Epileptic Disorders


A child with ictal vocalizations and generalized epilepsy Volume 17, issue 1, March 2015


  • A child with ictal vocalizations and generalized epilepsy


  • Figure 1

  • Figure 2

Ictal vocalizations may take numerous forms; both articulate speech and non-speech vocalizations have been described in focal epilepsies, with seizures mainly originating from the frontal and temporal lobe (Janszky et al., 2000; Horvath et al., 2009). Non-speech productions include peculiar sounds, such as barking or humming (Bartolomei et al., 2002 ; Patra et al., 2011). To the best of our knowledge, this phenomenon has not been described in generalized epilepsies. We present the case of an adolescent boy with juvenile-onset generalized epilepsy who presented with ictal “ovine vocalizations”.

Case study

This previously healthy 13-year-old boy presented to our neurology clinic after a tonic-clonic seizure which was reported to be generalized from onset, while he was watching television. Detailed patient history revealed that, for the preceding four months, he had presented with paroxysmal episodes of vocalizations resembling the bleating of a sheep, accompanied by a brief twitching of the mouth, lasting a few seconds, sometimes associated with jerking of the upper limbs. No focal clonias, respiratory sounds, or version of the eyes or head were noted, he did not feel anything during these attacks, there was no aura before, and he was totally amnesic to the seizures. These episodes were initially considered as tics by the parents, but rapidly became a source of embarrassment to their son, especially at school. His neurological examination was normal. Family history was positive for epilepsy; his mother was treated for repeated seizures of imprecise semiology in childhood but is currently seizure-free.

Routine EEG revealed a normal 10-Hz background rhythm (figure 1), and photosensitivity at 60 Hz with episodes of vocalizations as described above, correlating with time-locked discharges of generalized spikes and polyspikes (see video-EEG sequence) (60-Hz, high-frequency stimulation is used in our lab for all patients presenting with generalized seizures; epileptiform discharges are only seen in patients who have epilepsy with photosensitivity). The child was examined during the video-EEG recording and there was complete loss of consciousness during these brief seizures. Video-EEG monitoring over 24 hours revealed several bursts of 3-Hz, bilateral spike-and-wave discharges lasting for 5-12 seconds, sometimes accompanied by vocalizations, but sometimes without any clinical manifestations (figure 2).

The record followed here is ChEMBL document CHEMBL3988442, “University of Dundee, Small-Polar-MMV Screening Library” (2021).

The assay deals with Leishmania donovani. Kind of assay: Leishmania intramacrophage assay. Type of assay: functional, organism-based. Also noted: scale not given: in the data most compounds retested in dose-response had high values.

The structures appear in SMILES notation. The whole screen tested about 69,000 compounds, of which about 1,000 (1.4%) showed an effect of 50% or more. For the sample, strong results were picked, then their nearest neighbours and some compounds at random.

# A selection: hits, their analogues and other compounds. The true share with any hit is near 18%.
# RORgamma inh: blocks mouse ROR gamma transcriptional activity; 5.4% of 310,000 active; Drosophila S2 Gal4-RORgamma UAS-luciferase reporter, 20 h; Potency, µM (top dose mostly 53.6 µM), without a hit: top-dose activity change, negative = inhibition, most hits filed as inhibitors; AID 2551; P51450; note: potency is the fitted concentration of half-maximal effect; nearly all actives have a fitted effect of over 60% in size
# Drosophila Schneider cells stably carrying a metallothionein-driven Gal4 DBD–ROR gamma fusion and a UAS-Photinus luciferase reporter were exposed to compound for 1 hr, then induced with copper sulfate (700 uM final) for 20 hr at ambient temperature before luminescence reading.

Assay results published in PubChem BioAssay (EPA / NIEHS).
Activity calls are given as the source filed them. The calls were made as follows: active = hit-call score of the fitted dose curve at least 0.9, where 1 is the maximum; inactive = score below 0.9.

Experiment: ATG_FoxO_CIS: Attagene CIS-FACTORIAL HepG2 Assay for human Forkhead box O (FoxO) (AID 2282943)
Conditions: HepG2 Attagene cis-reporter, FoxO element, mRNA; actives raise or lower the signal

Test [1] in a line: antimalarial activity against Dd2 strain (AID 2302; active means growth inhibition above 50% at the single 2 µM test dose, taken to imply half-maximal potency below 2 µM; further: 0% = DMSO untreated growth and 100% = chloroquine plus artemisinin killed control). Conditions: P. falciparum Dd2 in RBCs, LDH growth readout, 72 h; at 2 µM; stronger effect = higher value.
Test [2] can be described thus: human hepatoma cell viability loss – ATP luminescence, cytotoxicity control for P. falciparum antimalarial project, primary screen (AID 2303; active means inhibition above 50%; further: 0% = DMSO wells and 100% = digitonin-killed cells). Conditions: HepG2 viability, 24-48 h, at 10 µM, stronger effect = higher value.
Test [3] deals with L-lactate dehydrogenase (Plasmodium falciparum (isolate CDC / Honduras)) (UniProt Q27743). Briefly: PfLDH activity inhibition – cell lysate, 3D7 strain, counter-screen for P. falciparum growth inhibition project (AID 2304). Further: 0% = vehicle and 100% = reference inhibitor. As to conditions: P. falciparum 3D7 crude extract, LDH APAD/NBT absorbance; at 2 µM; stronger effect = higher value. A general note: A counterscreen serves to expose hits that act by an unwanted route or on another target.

High-resolution 3 T brain MRI was normal and, in particular, did not show any structural lesion in the frontal or temporal lobes. The boy was treated with levetiracetam with unfavourable clinical response, despite increasing doses up to 50 mg/kg/day. Due to the persistence of both types of seizures, the treatment was changed to valproate, to which he responded rapidly, without recurrence of any seizure type after a follow-up of 12 months, at a daily dose of 20 mg/kg. The blood levels of valproate tested after four weeks were 456 μmol/l (reference values being 350-700 μmol/l).


Ictal vocalizations have been mostly described in the literature in relation to hemispheric lateralization of the epileptogenic zone. In a previous study, ictal vocalizations were defined as audible sounds without speech quality, that did not accompany apnoea, GTC seizures or clonic seizures, and were an obvious ictal phenomenon (Janszky et al., 2000). In this report, ictal non-speech vocalizations and focus lateralization were studied by video-EEG monitoring in 27 patients. Pure ictal vocalizations occurred in 11 patients, nine of whom had a left frontal epileptogenic zone. It was proposed that pure ictal vocalizations indicated a left hemispheric seizure onset and implicated epileptic activity involving the Broca area or the supplementary sensorimotor area (Janszky et al., 2000). On the contrary, pure ictal vocalizations were reported to occur significantly more frequently during seizures with right hemispheric onset, thus contradicting the suggestion of seizure origin in the speech-dominant hemisphere, although this symptom showed no lateralizing significance in individual patients (Bonelli et al., 2007).